is a great deep; and if our opponents will never acknowledge a a secret and revealed will in God in any thing else, one should think they must here; seeing Christ's revealed will is, Go, preach the gospel to every creature, without distinction; and yet by their own confession, it is his secret purpose to with-hold it from some, even whole nations.As to drawing conclusions from hence concerning God's designs, I should think it no arrogance so to do provided we do not pretend to judge from thence concerning events which are future. We are warranted to consider God's providences as so many expressions of what have been his designs. He worketh all things after the counsel of his own will. It is true we cannot thence learn his revealed will, nor what is the path of duty, nor are we to go by that in our preaching, but by Christ's commission. It were well if christian ministers could be excited and encouraged to enter into the most heathen and dark corners of the earth to execute their commission. They ought not to stand to enquire what are God's designs concerning them; their work is to go and do as they are commanded. But though the providence of God is not that from whence we are to learn his revealed will, yet when we see events turn up; we may conclude, that for some ends, known to himself, these were amongst the all things which he worketh after the counsel of his

own will.

Far be it from me to pretend to fathom the great deep of divine providence! But when I read in my bible that as many as were ordained to eternal life believed, and that the apostle Paul was encouraged to continue his ministry in one of the most infamous cities in the world, by this testimony, I have much people in this city, I cannot but think such passages throw a light upon those darker dispensations.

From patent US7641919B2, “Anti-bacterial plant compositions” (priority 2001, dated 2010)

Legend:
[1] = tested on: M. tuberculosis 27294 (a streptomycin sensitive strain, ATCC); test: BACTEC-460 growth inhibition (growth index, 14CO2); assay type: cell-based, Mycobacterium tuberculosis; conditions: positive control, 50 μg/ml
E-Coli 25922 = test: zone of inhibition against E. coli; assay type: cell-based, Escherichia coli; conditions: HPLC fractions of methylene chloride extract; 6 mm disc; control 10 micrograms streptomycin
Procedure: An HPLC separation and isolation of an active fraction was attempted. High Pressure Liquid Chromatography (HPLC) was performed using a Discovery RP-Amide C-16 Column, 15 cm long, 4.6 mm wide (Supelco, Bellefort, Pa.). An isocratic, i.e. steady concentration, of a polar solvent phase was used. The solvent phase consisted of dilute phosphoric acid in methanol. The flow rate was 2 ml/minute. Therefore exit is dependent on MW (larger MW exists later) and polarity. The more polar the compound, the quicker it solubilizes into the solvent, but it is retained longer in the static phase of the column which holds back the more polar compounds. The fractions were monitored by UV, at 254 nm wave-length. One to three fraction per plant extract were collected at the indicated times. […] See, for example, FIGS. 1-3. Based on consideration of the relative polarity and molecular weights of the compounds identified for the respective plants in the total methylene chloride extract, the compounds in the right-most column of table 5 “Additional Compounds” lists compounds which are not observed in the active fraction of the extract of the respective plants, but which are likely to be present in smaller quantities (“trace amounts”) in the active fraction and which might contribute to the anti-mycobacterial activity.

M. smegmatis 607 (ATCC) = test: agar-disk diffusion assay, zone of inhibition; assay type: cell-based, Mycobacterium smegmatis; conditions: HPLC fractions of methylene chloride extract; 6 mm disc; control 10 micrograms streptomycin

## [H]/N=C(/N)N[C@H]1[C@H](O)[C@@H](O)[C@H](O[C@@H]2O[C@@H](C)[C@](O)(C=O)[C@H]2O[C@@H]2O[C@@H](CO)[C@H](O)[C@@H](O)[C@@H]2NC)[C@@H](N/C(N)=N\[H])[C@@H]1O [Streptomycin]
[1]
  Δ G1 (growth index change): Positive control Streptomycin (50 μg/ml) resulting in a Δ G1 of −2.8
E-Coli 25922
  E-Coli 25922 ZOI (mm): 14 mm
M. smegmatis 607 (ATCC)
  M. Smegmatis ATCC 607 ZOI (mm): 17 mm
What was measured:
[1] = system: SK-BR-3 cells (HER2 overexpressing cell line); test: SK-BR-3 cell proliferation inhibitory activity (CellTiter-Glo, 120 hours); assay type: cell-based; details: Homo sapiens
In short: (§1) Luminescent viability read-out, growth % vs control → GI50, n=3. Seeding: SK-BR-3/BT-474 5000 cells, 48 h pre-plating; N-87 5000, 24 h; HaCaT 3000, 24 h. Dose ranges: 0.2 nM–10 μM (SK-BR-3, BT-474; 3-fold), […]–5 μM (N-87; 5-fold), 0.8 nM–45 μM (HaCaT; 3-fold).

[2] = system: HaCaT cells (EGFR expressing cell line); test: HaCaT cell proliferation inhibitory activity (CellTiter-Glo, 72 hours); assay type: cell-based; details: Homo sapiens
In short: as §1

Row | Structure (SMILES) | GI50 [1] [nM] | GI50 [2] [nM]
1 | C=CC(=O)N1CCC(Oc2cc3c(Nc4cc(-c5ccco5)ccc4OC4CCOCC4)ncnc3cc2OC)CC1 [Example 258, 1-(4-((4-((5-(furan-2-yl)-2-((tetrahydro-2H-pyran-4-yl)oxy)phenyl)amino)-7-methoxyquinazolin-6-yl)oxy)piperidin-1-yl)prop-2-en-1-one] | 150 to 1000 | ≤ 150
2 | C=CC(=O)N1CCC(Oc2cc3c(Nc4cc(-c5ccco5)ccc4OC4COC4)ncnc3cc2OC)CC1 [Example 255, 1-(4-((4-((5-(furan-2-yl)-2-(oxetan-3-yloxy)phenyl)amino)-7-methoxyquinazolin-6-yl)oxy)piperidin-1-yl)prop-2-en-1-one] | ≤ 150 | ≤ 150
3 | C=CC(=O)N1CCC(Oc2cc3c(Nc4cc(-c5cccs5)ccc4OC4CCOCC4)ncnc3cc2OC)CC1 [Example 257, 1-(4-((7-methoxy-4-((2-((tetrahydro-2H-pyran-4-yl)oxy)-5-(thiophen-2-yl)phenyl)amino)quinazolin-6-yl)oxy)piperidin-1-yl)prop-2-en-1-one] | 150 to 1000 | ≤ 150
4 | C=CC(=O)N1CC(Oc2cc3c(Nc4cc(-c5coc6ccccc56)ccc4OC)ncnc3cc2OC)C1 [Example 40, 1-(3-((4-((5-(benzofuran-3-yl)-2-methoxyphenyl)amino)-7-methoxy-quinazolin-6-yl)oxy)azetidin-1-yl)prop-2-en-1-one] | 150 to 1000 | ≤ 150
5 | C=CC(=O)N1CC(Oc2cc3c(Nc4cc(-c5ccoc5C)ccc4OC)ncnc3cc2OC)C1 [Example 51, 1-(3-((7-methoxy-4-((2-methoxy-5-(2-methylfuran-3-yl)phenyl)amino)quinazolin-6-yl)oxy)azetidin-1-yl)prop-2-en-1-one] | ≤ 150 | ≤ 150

then we might expect, if the scheme of P. be true, that in proportion as the doctrines maintained by Calvin, and the first reformers, began to be laid aside, and those of Arminius introduced in their stead, a proportionable blessing should have attended them. Surely he cannot complain that the universal extent of Christ's death, with various other kindred sentiments, are not generally embraced. The number of advocates for these sentiments hath certainly been long increasing. If, therefore, these are gospel truths, the christian world in general may be congratulated for having embibed them; and one should think a glorious harvest might be expected as the effect. But I suppose, were we to be set down by fact, as it has occurred in our own country, both in and out of the establishment, it would be far from confirming this representation. I question if P. himself will affirm, that a greater blessing has attended the ministry in the church of England since little else but these sentiments have sounded from its pulpits, than used to attend, and still attends the labours of those whom he is pleased to style "INCONSISTENT CALVINISTS." As to protestant dissenters; if such of them as maintain the universal extent of Christ's death, have been more blessed to the conversions of sinners than others, and if their congregations, upon the whole, have more of the life and power of godliness amongst them than others, it is happy for them; but if so it is, I acknowledge it is news to me. I never knew nor heard of any thing sufficient to warrant a supposition of that nature.